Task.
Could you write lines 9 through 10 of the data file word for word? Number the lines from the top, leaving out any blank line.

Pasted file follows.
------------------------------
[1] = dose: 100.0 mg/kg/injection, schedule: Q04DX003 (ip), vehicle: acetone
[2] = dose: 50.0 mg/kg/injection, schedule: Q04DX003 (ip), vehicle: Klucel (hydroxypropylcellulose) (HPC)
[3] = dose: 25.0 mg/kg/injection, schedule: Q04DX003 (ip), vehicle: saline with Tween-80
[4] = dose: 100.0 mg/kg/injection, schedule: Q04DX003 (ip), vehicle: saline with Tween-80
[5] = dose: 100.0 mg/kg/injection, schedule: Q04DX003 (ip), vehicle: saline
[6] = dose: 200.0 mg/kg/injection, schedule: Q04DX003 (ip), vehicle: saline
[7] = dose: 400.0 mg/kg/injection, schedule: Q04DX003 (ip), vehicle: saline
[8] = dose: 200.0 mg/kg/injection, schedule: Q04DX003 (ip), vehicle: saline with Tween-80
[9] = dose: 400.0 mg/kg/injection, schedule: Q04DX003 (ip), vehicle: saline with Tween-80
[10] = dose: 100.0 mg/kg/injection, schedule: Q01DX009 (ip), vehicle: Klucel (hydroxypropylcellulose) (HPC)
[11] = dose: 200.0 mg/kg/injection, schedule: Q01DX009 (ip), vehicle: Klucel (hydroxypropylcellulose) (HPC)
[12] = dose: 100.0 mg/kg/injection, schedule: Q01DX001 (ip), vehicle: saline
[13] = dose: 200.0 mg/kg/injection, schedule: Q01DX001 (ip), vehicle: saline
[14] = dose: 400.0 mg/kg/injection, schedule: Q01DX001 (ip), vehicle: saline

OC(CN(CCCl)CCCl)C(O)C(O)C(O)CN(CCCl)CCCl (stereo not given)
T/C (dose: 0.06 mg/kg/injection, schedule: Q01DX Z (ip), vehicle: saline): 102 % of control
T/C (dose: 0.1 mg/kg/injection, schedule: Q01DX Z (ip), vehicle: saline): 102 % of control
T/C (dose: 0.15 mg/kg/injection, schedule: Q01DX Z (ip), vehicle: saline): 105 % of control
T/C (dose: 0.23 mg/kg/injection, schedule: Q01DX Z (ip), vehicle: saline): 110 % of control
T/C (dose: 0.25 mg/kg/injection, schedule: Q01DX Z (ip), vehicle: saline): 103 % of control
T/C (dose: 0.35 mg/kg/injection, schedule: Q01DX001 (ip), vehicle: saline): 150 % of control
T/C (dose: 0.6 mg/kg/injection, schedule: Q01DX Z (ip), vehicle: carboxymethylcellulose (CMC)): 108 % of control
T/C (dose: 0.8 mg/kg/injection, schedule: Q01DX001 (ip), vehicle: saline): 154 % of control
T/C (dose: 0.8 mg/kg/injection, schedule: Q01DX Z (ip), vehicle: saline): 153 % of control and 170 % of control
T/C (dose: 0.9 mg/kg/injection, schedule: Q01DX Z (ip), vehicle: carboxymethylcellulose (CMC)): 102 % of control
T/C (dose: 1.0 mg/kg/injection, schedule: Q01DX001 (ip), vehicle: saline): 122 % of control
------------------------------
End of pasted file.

[9] = dose: 400.0 mg/kg/injection, schedule: Q04DX003 (ip), vehicle: saline with Tween-80
[10] = dose: 100.0 mg/kg/injection, schedule: Q01DX009 (ip), vehicle: Klucel (hydroxypropylcellulose) (HPC)